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Qualcomm banking on dual-role chip

The company is working on a new semiconductor that would allow cell phones and handhelds to be controlled by a single chip, a potentially huge market.

4 min read
Qualcomm wants to kill two birds with one chip--with the help of Microsoft.

Qualcomm is working on a new semiconductor that would allow cellular phones and handheld computers to be controlled by a single microprocessor. The new chip would essentially allow Qualcomm to offer devices that are both a mobile phone and a handheld computer at a potentially lower price than competitors' devices that need two chips.

A single chip also is likely to allow Qualcomm to make the next-generation devices smaller than those with multiple semiconductors.

Sources said the dual-role chip--which incorporates code for both the division multiple access (CDMA) wireless technology as well as Microsoft's Windows CE operating system--is expected to be available by the end of 2000 or in early 2001.

The new chip could boost demand for Qualcomm's wireless technology and increase sales of Windows CE as analysts and industry insiders foresee a huge global market for wireless data fusion over the next several years.

"The idea is that cell phones become more than voice-centric devices," said Dale Ford, principal analyst for semiconductors at Dataquest. "Windows CE can be used for handsets that provide other functions," such as personal information management.

Qualcomm has confirmed that the microprocessor, currently in development within the company's CDMA Technologies group, is tentatively being called the MSM 4000. MSM stands for "mobile station modem," according to the company, which declined to speculate on when the MSM 4000 might be available.

"You can't just dump an OS onto a chip," said Qualcomm spokeswoman Anita Hix, noting the amount of code writing and integration that has yet to be done.

Microsoft and Qualcomm have been working on the chip since they teamed up for the WirelessKnowledge joint venture last year. That venture, set to begin service in May, will extend corporate groupware applications to business users on the go. But it will also expand Microsoft's software into a new market for the company.

At the time, the companies announced the planned integration of Windows CE into a future Qualcomm ASIC (Application Specific Integrated Circuit) chip, but offered no further details. The new chip design is the first concrete evidence that Qualcomm and Microsoft are expanding their relationship beyond wireless data services to the more elemental market for cell phone chips.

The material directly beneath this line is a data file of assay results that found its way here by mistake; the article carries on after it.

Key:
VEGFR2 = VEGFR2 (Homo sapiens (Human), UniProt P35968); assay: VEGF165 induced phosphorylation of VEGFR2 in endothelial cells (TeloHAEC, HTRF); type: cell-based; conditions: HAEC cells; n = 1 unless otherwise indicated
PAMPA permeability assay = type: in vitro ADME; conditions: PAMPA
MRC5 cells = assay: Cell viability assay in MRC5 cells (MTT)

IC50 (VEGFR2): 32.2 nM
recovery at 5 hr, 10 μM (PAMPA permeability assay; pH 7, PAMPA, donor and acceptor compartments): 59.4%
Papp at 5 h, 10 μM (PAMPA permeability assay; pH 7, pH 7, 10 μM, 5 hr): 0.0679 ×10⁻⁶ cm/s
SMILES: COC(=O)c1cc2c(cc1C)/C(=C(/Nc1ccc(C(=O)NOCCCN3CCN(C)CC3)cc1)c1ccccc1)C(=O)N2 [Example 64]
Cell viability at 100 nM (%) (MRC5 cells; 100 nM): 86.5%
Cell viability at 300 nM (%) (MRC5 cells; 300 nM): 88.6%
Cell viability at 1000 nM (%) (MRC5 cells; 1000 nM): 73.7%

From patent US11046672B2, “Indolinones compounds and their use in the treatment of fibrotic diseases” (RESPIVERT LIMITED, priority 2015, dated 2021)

Qualcomm believes that by developing a single chip that powers both a CDMA-based mobile phone and Microsoft's operating system, Qualcomm is given an early market advantage over competitors.

"The time to market to get into a handset won't be as long as somebody who decides to buy a CDMA chip and put it together with a Windows CE chip," Hix said.

Microsoft has made its fortune largely in the desktop personal computer market, but worldwide mobile phone sales are expected to far outpace PC sales over the next several years. Many analysts expect more than 200 million wireless handsets to be sold in the world this year.

Microsoft's push takes on even greater significance now that Qualcomm and its chief rival Ericsson have negotiated a truce in their battle over global wireless standards--Ericsson uses the competing GSM wireless standard.

The two wireless equipment companies will now share technologies after Ericsson agreed to acquire a Qualcomm business unit last week. That deal, industry insiders say, could eventually lead to a new global standard. And that translates into a potentially larger market for Qualcomm's MSM 4000.

In 1998 alone, 175 million cell phone handsets were made, driving a $9.5 billion chip market--one of the fastest growing semiconductor segments, according to Ford.

Microsoft and Qualcomm won't have unfettered access to the market, though.

The three largest handset makers--Nokia, Ericsson, and Motorola--have teamed up in the Symbian venture in an effort to come up with next-generation phone designs that won't use the Windows CE operating system. And service providers themselves have to be sold on the benefits of these fancy phones. Those manufacturers who come up with the right formula first, though, will win big, say industry insiders.

"Manufacturers who can incorporate Windows or whatever operating system they have into a device, make it attractive, and easy to use, that's the company who will lead the revolution in these consumer devices," said Pete Scarzynski, vice president of sales and marketing with Samsung's wireless terminals division.

Samsung last year developed a Windows CE cell phone complete with spreadsheet and other functionality, but wireless carriers have so far expressed little interest in the product. In the meanwhile, the company has developed a phone that uses software technology from Unwired Planet that allows for limited data and Internet connectivity.

"We are trying to take the phone as it exists today and add functionality," rather than combine a phone and handheld device, he said. Scarzyinski said the market for advanced cell phones will boom three to five years down the road as voice activated controls become more commonplace.

Hix said ongoing development of the MSM 4000 chip would not interfere with the company's efforts to develop the pdQ phone with 3Com. 3Com's Palm Computing division owns the Palm OS, the operating system for its PalmPilot line of handheld computers.